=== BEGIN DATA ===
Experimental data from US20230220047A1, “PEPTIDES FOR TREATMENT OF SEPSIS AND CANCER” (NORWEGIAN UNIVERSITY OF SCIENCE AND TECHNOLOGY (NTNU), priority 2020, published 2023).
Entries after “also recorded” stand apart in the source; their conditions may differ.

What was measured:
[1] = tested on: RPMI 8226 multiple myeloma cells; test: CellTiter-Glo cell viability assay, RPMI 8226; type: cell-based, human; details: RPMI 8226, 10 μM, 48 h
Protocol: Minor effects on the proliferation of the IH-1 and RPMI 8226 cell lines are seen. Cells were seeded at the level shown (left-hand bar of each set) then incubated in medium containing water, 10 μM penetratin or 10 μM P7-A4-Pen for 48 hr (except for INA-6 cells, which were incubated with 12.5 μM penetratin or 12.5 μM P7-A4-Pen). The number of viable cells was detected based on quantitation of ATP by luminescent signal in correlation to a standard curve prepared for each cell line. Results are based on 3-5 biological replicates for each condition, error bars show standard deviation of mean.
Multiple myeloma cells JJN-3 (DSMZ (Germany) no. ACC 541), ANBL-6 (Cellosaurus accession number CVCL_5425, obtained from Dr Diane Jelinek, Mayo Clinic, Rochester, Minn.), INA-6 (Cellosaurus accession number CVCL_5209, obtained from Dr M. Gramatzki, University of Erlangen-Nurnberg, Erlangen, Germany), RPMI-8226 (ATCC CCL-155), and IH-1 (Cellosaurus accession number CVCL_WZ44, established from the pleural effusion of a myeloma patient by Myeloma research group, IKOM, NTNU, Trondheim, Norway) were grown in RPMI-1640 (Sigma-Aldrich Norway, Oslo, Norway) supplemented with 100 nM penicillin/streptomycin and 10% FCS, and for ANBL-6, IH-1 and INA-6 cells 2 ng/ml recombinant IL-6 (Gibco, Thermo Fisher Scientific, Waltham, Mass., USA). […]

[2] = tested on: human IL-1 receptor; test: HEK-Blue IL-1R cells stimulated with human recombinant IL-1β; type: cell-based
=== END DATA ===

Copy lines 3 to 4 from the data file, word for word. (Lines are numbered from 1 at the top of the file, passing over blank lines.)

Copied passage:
What was measured:
[1] = tested on: RPMI 8226 multiple myeloma cells; test: CellTiter-Glo cell viability assay, RPMI 8226; type: cell-based, human; details: RPMI 8226, 10 μM, 48 h